On January 5th, my husband Christopher and I were invited by Cardinal Rainer Maria Woelki, the Archbishop of Cologne, to participate in the Three Kings ceremony. This gave us the chance to introduce MOAS, an international NGO aimed at mitigating the loss of life at sea, and to give Cardinal Woelki our Saint Peter and Paul’s flag. This flag -with its golden and silver keys- has been flown during every MOAS SAR mission at sea since the very beginning. It stands for the cooperation between the Mediterranean Sea and the city of Cologne, whose citizens have made our rescue missions possible by donating and supporting our activities.

We were surrounded by a warm community of believers who strengthened our motivation and commitment to rescue those who look for a better future.

MOAS was created because my husband Christopher and I decided to act.

In the summer of 2013 we were on a cruising holiday in the Mediterranean. While we were heading from Lampedusa to Tunisia, Pope Francis went to Lampedusa on his first official visit and gave his now well-known speech against the globalisation of indifference urging the public to stop turning a blind eye to other people’s suffering.

We both felt a moral duty and ethical responsibility to act in order to save our brothers and sisters who are fleeing their homelands due to violence, persecution and poverty.

We decided to invest our time, as well as our financial and professional resources, to save lives; and so we created MOAS.

Meanwhile, in October 2013, a terrible shipwreck happened in the same seas where we had been enjoying our holiday. 368 people lost their lives that day, just off the shores of Lampedusa. Soon after, many dead bodies were recovered from the same beaches where tourists sunbathed.

This was our call to action.

People were dying at sea, so we needed a vessel to rescue them.

In January 2014 we went boat-hunting and in Virginia we found the Phoenix, a 40m vessel that we refurbished and equipped with everything necessary to provide post-rescue care.

Nevertheless, the biggest improvement was the installation of a helipad, which allowed us to bring on board two drones in order to considerably expand our SAR area.

The Schiebel Camcopter S-100 drones became our eyes over the sea, allowing us to save human lives by finding new, humanitarian ways to use high-specification technology.

Since our first mission in August 2014 until our most recent mission, which ended in December 2016, MOAS has been able to rescue around 33.000 people in more than 130 SAR events.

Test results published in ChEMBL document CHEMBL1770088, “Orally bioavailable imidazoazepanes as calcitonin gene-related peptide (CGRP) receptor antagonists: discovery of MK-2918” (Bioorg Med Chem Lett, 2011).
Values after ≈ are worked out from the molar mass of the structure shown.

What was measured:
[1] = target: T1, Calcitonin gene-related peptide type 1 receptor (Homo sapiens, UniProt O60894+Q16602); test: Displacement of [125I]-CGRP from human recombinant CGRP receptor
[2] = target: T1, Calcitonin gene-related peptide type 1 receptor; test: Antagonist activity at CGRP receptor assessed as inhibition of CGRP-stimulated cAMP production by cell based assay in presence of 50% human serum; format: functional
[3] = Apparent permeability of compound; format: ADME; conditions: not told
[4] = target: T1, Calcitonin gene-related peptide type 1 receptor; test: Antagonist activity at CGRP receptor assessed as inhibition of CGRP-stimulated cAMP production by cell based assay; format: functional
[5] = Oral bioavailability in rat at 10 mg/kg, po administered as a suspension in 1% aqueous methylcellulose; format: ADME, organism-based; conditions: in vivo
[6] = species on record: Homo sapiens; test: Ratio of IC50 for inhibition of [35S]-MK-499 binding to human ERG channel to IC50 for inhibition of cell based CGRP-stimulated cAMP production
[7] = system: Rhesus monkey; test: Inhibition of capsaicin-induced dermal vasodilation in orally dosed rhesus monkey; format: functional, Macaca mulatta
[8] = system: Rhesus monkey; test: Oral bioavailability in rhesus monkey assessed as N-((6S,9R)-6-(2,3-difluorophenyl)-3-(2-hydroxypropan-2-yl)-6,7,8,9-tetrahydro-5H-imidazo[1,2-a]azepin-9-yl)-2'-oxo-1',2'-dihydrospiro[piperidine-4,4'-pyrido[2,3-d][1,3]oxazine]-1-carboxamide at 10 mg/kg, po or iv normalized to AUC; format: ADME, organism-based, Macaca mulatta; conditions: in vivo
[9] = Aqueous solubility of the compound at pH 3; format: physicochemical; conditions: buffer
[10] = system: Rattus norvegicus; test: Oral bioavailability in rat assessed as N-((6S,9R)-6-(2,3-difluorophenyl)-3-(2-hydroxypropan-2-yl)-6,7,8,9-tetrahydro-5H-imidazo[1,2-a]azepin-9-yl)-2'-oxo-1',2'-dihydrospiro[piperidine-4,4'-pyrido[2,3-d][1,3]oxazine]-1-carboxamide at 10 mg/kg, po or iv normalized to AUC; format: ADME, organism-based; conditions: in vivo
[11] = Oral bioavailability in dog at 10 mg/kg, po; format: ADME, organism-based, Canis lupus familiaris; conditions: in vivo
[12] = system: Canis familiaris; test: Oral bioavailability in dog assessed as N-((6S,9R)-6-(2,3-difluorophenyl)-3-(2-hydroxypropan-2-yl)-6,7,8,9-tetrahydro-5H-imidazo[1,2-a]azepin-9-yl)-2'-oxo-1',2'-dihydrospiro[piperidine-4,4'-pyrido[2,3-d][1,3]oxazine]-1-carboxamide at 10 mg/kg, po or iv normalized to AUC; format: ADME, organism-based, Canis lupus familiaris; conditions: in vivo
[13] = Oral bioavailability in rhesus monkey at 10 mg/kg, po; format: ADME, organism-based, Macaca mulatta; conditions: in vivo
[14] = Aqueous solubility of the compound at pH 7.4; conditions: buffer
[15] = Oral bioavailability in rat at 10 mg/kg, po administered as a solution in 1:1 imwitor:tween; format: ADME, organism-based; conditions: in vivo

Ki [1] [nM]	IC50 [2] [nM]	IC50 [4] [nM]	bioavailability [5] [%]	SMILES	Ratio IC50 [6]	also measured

Still, this is not enough. According to the International Organisation for Migration, at least 5,083 people died while attempting to cross the Mediterranean Sea in 2016, making it the deadliest year on record for migrant deaths in the Mediterranean.

MOAS’s core belief is that NoOne Deserves to Die at Sea. Everybody can take action and support our activities through donations or by working with us to push for the creation of safe and legal routes. If we are not part of the solution, we risk becoming part of the problem. This  humanitarian crisis affects all of us.

Moreover, we believe that there are far better ways to manage migratory flows.

Europe needs to stop looking at people fleeing war as a problem and focus on their capability to improve our shared global community.

My husband Christopher and I strongly believe in humanitarian corridors, as it is time to open safe and legal routes to allow vulnerable groups of people who need international protection to arrive safely in Europe. Moreover, they will be the very first step in destroying smuggling networks, avoiding fatalities at sea and supporting an effective resettlement policy at European level.

International Law provides people fleeing violence, war and persecution with specific protection. If we deny them the right to seek this protection, we are denying their intrinsic human rights.

When we decided to create MOAS we didn’t know we would become an example for many others. Nevertheless, we always kept in mind the Parable of the Sower. As the sower spreads the seeds around him, we should always be confident that, sooner or later, our actions and words may find the best environment to blossom.

My family played a significant role in the creation and success of MOAS, since without my husband Christopher and my daughter Maria Luisa it would have been impossible to achieve our goals. Family is fundamental when it comes to making a dream come true. Our mutual love as family members helped us in putting into practice a brave project and we have been supporting each other from the very beginning.

Now, besides my own family and our colleagues, we can rely on a larger family, one made up of our donors and supporters who share our views and our determination to save and protect human lives.

However, we must remember that not every family is as blessed as ours. Noura’s family, for instance, comes from war-torn Syria and was forced to leave the country.

Noura is a 27-year-old Syrian woman who worked as an English teacher in Damascus. Due to the ongoing civil war she was forced to flee her homeland with her parents, brother and sister-in-law.

Noura was rescued by MOAS in the Aegean Sea on January 15th 2016, and is now thankfully living in Saarbrücken, where she is building her future.

We went to visit Noura in her new house, where she explained to us what pushed her to leave Syria, the horrific journey she went through, and her present life in Germany.

Click here to know more about Noura.